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Generation rent - the reality for millennials

Generation rent the reality for millennials image

Young people are still bearing the brunt of Britain’s housing crisis as new stats from moneyguru.com show that millennials make up a huge 60 percent of those renting in the UK.

The study also uncovered that over 57 percent of all loan applications made through the credit comparison site were submitted by millennials, with 13 percent of these applications being submitted to cover special occasions such as weddings or holidays with friends, while other applications looked to fund debts and everyday subsistence.

Today, renting seems to be the new norm, but are millennials renting out of choice, or is there simply no other option?

There was a 259 percent increase in house prices between 1997 and 2016, a survey by ONS revealed, while incomes over this 20-year period only rose by 68 percent. Is there any wonder why Millennials are turning to renting over buying? The data also indicated house prices are 7.6 times more than the average annual income; more than double the figure 20 years ago.

And the bad news doesn’t end there for Gen Y…

A recent study by the Resolution Foundation found that up to a third of millennials could be renting their entire life. Accountancy firm PwC predicts that the increasing house prices could see 7.2 million households renting by 2025; an increase from 5.5 million in 2018 and 2.3 million in 2001.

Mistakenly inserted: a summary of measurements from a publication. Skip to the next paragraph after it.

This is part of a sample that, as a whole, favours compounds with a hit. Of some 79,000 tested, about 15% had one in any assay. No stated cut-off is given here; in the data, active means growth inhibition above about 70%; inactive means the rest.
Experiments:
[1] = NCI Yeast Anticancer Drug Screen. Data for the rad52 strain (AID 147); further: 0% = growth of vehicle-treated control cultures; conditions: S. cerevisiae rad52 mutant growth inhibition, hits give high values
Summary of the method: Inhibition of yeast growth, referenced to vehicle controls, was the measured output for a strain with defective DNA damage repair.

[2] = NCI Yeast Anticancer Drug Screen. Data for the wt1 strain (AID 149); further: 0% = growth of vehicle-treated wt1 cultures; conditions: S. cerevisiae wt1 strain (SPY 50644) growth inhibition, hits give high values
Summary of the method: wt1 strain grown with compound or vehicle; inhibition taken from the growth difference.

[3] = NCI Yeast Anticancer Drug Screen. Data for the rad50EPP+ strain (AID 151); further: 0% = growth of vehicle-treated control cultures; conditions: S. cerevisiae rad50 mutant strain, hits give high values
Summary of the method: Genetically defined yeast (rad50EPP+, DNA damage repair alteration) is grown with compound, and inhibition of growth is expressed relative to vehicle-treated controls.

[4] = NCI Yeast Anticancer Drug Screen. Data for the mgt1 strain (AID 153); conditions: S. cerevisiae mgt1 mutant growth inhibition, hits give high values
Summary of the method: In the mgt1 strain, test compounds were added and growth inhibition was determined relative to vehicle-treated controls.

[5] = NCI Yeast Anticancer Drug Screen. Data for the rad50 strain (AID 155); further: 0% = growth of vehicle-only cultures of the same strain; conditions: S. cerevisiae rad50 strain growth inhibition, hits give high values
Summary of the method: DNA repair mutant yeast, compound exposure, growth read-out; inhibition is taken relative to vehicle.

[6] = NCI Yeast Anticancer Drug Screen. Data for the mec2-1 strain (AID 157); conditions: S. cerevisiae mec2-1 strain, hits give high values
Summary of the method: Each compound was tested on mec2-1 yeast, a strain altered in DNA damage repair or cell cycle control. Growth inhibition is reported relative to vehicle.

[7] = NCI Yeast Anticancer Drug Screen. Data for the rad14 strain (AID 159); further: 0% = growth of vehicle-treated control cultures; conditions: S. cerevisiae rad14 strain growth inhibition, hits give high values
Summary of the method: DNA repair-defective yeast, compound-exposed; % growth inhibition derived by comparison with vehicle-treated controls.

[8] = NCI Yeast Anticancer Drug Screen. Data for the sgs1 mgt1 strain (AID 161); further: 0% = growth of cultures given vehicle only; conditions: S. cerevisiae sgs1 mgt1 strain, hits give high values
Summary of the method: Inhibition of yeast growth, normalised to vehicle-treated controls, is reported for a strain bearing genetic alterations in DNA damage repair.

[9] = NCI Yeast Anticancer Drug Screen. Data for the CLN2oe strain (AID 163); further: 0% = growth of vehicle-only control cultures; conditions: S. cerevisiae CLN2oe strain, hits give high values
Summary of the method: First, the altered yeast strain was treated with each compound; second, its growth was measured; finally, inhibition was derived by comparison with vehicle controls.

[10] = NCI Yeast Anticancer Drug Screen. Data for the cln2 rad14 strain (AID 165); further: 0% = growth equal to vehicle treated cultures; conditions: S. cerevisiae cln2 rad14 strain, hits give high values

So, will giving up those daily flat whites and saving your pennies (that aren’t already being spent on rent) really help you onto the property ladder? The experts at moneyguru.com say yes! By cutting out buying a coffee five times a week and taking your own from home, you could save around £546 a year, which is a great start towards getting your foot on the rung.

Here are a few small changes that will help you take a step away from a lifetime of rent, and a step towards your forever home:

1. Set yourself a goal

Take a second and think about what you want to save for – for millennials, it may well be a deposit for your first house, a car, or anything at all. Set yourself realistic monthly goals of what you’re saving for and when you’d like to achieve it by. This will help to make setting aside a little bit of cash each month more manageable.

2. Check your credit score

In 2016 a report showed that 53 percent of UK households have never checked their credit score or obtained a credit report. If you know what your credit score is and what that means to lenders, you can work out how to improve it over the next year. Your credit score can affect everything from mortgages and car insurance to getting a job, so you need to make sure it’s as healthy as possible.

3. Work out where you spend

After the big things like your bills, rent, and monthly shop, it’s easy to spend your remaining money on anything and everything, and you’ll soon wonder where your money has gone. Make a budget and work out where your disposable income is going and see what you can live without. Cutting down on eating out or even knocking one drink off your Friday round can make a huge difference.

The ladder might seem high but the Money Guru is there to give you a leg up. Visit moneyguru.com’s Wisdom page for the latest financial information and top tips to help you on your journey to becoming a homeowner.